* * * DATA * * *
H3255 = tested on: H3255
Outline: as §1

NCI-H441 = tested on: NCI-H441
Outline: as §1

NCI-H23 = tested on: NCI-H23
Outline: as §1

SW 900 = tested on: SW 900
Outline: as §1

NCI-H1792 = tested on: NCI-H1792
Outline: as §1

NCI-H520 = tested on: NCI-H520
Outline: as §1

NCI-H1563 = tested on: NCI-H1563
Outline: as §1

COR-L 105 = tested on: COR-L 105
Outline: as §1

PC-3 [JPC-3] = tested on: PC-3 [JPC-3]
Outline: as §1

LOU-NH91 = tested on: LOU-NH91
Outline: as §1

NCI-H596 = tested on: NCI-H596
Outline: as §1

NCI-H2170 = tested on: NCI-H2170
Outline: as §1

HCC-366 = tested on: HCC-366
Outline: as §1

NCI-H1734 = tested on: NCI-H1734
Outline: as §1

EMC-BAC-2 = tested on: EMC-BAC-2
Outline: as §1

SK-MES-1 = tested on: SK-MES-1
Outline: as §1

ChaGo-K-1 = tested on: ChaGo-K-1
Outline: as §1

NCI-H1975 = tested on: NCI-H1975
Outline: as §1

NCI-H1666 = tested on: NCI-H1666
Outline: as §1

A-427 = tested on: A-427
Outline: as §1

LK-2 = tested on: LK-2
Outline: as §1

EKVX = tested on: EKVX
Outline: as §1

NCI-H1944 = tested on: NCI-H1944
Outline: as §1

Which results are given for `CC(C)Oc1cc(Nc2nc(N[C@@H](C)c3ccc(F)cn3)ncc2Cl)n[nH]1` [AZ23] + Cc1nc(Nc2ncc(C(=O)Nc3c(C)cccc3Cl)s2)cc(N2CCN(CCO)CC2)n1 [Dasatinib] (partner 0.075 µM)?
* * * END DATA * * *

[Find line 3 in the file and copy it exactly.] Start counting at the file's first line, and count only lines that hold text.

NCI-H441 = tested on: NCI-H441